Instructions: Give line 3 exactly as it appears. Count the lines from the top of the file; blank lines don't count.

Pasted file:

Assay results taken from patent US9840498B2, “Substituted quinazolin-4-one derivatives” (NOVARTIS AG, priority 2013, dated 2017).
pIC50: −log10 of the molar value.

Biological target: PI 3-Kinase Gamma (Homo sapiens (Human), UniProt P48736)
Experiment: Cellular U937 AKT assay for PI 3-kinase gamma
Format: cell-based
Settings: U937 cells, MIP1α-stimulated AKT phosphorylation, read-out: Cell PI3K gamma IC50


Biological target: PI 3-Kinase Gamma (Homo sapiens (Human), UniProt P48736)